Dead Names, Dead Dog: De Camp Deluxe Edition

Yes, I’m getting plenty of fluids and soup, taking my vitamins, and being a good boy – well, relatively. Still, I’ve managed to do some light maintenance on the blog, such as updating the Dead Names page, and I’ve got a quick post I can make.

Someone wrote me out of the blue yesterday to suggest I check out one of the recent reviews of Dead Names on Amazon by one Robert Whitaker. He was one of those involved in the creation of the Robert Dills /de Camp Necronomicon hoax. Here’s what he has to say:

Go to January 1974. A woman I was dating dragged me off to a science fiction convention, and before the convention was to begin, dragged me off to The Warlock Shop, which involved going to Brooklyn.

There in the shop, was the NECRONOMICON, perched on a shelf, surrounded by advertising that subscriptions were being taken for the translation of the book.

I asked Herman Slater, “Don’t you know that’s a joke?” Herman Slater said, “It’s not a joke. It’s real. And we have lined up someone to do a translation.”

Thoughout the whole book Simon has written, he never mentions this tome, and this is signifigant, since Herman Slater said “It was real”, and didn’t see the joke after it was explained to him.

Bearing in mind that this is evidence from them there Internets, we can say that this does match up with our previous finding that this book was on sale in the Warlock Shoppe at exactly the time when “Simon” was supposedly “translating” it. I’m not sure what to make out of the Slater assessment – I don’t think he was quite that gullible.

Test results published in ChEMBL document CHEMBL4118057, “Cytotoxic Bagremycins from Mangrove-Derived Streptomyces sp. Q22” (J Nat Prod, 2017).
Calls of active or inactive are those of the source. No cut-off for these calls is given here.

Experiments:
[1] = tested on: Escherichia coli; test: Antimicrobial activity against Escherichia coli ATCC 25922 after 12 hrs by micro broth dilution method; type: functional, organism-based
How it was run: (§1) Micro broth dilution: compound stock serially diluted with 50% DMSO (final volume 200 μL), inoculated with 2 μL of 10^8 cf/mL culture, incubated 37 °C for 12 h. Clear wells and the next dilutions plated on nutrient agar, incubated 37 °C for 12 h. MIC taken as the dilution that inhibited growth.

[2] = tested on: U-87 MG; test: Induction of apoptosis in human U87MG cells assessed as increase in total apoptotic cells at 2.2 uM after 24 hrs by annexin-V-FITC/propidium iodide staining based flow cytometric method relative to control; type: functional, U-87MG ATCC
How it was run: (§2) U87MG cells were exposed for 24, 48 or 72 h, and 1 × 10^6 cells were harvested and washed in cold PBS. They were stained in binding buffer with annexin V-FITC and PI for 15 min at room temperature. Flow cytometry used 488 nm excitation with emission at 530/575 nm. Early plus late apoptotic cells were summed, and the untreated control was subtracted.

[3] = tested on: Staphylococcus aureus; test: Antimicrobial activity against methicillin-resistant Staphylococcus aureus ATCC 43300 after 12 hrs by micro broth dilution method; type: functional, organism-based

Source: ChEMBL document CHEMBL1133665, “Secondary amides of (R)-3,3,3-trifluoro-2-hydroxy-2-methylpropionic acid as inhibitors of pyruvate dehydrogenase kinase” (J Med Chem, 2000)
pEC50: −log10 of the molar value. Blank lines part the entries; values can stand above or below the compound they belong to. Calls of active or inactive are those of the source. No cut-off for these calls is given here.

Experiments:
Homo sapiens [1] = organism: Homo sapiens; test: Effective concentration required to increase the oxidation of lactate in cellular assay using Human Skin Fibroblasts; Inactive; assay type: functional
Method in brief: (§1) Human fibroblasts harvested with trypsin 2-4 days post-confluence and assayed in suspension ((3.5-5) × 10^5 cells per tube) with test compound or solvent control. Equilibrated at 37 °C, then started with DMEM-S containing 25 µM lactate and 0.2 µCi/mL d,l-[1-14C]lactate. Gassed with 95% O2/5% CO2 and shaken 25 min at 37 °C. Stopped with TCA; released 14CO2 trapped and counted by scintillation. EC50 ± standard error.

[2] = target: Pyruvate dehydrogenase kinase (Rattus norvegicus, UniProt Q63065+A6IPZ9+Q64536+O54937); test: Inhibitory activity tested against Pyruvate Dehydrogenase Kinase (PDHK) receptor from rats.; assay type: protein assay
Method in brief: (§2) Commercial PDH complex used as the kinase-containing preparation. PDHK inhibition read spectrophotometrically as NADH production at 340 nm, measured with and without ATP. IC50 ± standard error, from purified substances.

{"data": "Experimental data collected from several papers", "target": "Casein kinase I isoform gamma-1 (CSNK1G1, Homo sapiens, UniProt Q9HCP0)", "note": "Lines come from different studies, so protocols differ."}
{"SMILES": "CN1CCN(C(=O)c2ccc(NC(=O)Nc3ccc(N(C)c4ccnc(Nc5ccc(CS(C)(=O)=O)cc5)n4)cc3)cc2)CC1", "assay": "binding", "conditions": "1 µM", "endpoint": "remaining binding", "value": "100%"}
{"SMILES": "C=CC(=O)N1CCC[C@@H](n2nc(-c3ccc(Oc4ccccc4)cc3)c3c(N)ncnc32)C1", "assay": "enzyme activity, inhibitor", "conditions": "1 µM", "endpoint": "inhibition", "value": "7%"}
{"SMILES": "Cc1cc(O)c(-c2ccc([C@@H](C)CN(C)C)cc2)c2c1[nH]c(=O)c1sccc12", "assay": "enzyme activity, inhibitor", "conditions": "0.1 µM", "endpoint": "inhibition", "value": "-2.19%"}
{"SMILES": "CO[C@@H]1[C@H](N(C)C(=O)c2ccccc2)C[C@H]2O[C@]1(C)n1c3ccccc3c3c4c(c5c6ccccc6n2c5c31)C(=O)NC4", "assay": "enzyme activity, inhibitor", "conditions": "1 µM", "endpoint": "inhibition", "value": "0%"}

Still, it drives home the point that “Simon” isn’t, and never has, told us the full story.

UPDATE:  The author of the review just wrote me and confirmed its contents.  More on this later, perhaps.

Published in: on January 21, 2007 at 9:20 pm  Comments (1)  

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  1. Might have forgotten to mention this, but there are several points in DEAD NAMES where Simon writes about The Book and instead of the word “translating” he uses “writing”. A small slip of the pen, yes?

    The Philadelphia Inquirier a year or two back wrote up some of Drexel’s activities, and one was a Sumerian Dictionary. Indicators that there are only about ten people worldwide who know how to do it.

    A manuscript of an untranslated Sumerian book must be very heavy, as it would be fill of clay tablets.


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